The state contends Act 10 is a proper exercise of authority because it affects only statutory rights, not constitutionally protected rights. According to the state officials, Act 10 does not “impose a single restriction on [public employees’rights] to speak, assemble or petition their government.”
Rick Esenberg, constitutional law expert and president of the Wisconsin Institute for Law and Liberty, a conservative advocate, said the court will provide a remedy for the confusion surrounding the law. Esenberg’s organization was among many filing amicus briefs urging the high court to settle the matter.
“There are local governments going around claiming Act 10 does not have to be complied with, although most local governments have resisted that temptation,” he said. The Institute for Law and Liberty is suing the Milwaukee Area Technical College, charging MATC illegally negotiated a labor agreement with an employee union.
“I think it’s a good thing the court is going to take the case up and finally put an end to our long nightmare,” Esenberg said.
John Matthews, executive director of Madison Teachers Inc., in an email to Wisconsin Reporter said the case is a matter of great importance to the “socially conscious people of Wisconsin, which was the first state to recognize the importance of public employees having a voice in the workplace.”
“What the Governor failed to recognize when, as he describes it, he dropped the bomb on public employees with Act 10, is that a collective bargaining agreement is no more than what the employer and it’s (Sic) employees think is best for both of them,” Matthews added. “Act 10 stripped most public employees of that needed voice in the workplace, and in doing so treats some public employees differently than others. That inequality violates the Constitution.”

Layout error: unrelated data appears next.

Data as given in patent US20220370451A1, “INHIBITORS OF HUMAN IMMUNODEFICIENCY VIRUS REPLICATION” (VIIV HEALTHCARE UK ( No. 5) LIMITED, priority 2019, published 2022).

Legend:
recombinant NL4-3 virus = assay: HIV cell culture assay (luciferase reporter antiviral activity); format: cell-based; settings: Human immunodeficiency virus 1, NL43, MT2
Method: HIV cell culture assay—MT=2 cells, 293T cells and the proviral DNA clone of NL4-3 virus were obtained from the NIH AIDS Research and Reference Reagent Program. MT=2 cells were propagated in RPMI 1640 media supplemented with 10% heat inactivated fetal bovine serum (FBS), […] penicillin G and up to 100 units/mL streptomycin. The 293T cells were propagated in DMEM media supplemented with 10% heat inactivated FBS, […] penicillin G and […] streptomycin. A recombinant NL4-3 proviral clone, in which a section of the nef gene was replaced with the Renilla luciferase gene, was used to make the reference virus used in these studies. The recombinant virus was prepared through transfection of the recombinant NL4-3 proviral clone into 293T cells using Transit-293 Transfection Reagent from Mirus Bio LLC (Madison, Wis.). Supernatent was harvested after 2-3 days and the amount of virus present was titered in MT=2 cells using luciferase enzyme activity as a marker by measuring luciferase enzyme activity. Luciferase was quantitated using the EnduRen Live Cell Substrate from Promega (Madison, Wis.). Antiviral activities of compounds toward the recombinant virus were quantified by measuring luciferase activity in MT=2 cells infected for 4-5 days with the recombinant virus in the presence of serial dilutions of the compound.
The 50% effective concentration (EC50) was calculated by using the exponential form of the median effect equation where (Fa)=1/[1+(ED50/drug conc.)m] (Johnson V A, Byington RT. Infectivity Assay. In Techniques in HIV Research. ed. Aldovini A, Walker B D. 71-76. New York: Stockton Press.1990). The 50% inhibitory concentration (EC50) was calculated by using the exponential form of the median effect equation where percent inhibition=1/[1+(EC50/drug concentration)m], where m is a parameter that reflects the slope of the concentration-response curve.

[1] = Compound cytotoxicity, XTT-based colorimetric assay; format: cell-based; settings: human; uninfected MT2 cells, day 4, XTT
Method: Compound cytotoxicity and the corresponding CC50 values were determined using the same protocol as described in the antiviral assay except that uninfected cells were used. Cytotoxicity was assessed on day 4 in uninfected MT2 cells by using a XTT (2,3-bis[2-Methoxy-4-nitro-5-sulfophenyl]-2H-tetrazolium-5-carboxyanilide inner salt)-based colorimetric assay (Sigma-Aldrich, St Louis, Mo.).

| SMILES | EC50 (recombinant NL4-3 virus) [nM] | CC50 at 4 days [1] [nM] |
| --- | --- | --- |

Lester Pines, an attorney for the plaintiffs, told the Associated Press he wasn’t surprised the Supreme Court has agreed to hear the case.
“It raises significant constitutional issues that should be resolved in that court,” Pines told AP.
State Attorney General J.B. Van Hollen, charged with defending Act 10, in a statement expressed certainty in the constitutionality of the law.
“I look forward to the court’s prompt resolution of this litigation so that we can move forward,” he said.
But when will the Supreme Court rule?
That wasn’t clear Friday evening. There is nothing in the court’s filing noting a time frame for a decision.
Matthews said the court has provided the state 30 days to file a brief, and MTI 20 days after the state to issue its reply.
“After the matter being fully briefed by both the State and MTI in Circuit Court (before Judge Colas) and with the 4th Circuit Court of Appeals, I can’t imagine there is much more to say,” Matthews said.
In any event, Matthews said the case will not be heard in the Supreme Court’s current session, which ends June 28. The fall session begins in September, so the matter likely will not be heard until September or October, and a decision rendered a few months after that, he speculated.
Esenberg said he’d like to see a ruling right away, but he expected briefings over the summer with arguments likely in the fall. A ruling, he said, may not come down until this time next year. With a deeply politically divided court, split in a 4-3 conservative majority, a decision could take some time to arrive, Esenberg said.
Contact Kittle at email@example.com